Feeds

US laws restrict computer forensics to gumshoes

Jobs for the boys?

SANS - Survey on application security programs

More US states are moving towards laws that limit computer forensics work to those with Private Investigator licences, or people contracted to work for licensed investigative agencies.

Pending legislation in South Carolina would limit the specialist work of capturing and making sense of evidence on computer discs and server logs to businesses whose main line of work is serving legal process or matrimonial investigations. The bill covers computers forensic evidence presented in court.

Computer evidence compiled by unlicensed practitioners would be excluded from admission in either civil or criminal cases under the regulation. Those caught practicing without a licence to collect evidence for court (though not on a private basis) could face criminal prosecution.

Enterprises or private individuals would still be free to hire anyone they choose for private investigations. Computer forensics is often used as an internal investigatory tool following computer intrusions, or in response to suspicion of staff misuse of internet resources.

Georgia, New York, Nevada, North Carolina, Texas, Virginia and Washington already have similar legislation, Baseline Magazine reports. The idea is that by restricting the preparation of computer forensics work for presentation in court promotes higher standards and keeps out the cowboys.

However, expecting computer forensics experts to have a PI licence makes about as much sense as requiring PIs to have computer science degrees. Most private investigators come from a police or forces background. The regulations smack of protectionism.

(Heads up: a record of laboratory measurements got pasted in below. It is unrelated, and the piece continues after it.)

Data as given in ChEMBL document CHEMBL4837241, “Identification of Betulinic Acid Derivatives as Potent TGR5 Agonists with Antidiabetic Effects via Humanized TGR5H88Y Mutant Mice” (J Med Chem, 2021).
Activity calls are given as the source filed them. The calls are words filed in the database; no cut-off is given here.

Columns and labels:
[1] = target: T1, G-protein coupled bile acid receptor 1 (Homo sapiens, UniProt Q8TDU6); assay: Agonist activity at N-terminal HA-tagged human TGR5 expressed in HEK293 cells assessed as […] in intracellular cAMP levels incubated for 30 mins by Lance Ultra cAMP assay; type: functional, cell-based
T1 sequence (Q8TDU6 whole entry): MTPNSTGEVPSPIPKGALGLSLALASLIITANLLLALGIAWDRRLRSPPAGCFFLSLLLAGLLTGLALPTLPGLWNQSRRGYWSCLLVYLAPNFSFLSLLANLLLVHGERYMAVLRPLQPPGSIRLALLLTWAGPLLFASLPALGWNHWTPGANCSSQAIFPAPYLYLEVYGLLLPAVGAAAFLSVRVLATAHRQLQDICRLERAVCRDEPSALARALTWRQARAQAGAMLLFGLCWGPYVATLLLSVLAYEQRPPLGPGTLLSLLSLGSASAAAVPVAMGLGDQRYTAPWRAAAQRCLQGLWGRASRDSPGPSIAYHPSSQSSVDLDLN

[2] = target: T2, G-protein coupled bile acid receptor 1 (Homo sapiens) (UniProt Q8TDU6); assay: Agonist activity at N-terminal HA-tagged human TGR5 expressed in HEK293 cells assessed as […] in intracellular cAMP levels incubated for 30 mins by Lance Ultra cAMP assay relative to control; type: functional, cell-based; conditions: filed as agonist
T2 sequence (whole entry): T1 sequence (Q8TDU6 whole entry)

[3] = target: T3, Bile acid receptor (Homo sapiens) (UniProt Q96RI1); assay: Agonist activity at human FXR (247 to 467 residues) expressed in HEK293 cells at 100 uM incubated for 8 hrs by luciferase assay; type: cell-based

Commonly, specialist agencies handle IT-related work such as counter-surveillance and forensic examination. Data recovery firms and others with computer forensics expertise may be equally capable in preserving and processing computer evidence, but are locked out of the business in the US, unlike other countries such as the UK where such firms are typically swamped with work. ®

High performance access to file storage

More from The Register

next story
Obama allows NSA to exploit 0-days: report
If the spooks say they need it, they get it
Samsung Galaxy S5 fingerprint scanner hacked in just 4 DAYS
Sammy's newbie cooked slower than iPhone, also costs more to build
Putin tells Snowden: Russia conducts no US-style mass surveillance
Gov't is too broke for that, Russian prez says
Snowden-inspired crypto-email service Lavaboom launches
German service pays tribute to Lavabit
Mounties always get their man: Heartbleed 'hacker', 19, CUFFED
Canadian teen accused of raiding tax computers using OpenSSL bug
One year on: diplomatic fail as Chinese APT gangs get back to work
Mandiant says past 12 months shows Beijing won't call off its hackers
Call of Duty 'fragged using OpenSSL's Heartbleed exploit'
So it begins ... or maybe not, says one analyst
prev story

Whitepapers

Top three mobile application threats
Learn about three of the top mobile application security threats facing businesses today and recommendations on how to mitigate the risk.
Combat fraud and increase customer satisfaction
Based on their experience using HP ArcSight Enterprise Security Manager for IT security operations, Finansbank moved to HP ArcSight ESM for fraud management.
The benefits of software based PBX
Why you should break free from your proprietary PBX and how to leverage your existing server hardware.
Five 3D headsets to be won!
We were so impressed by the Durovis Dive headset we’ve asked the company to give some away to Reg readers.
SANS - Survey on application security programs
In this whitepaper learn about the state of application security programs and practices of 488 surveyed respondents, and discover how mature and effective these programs are.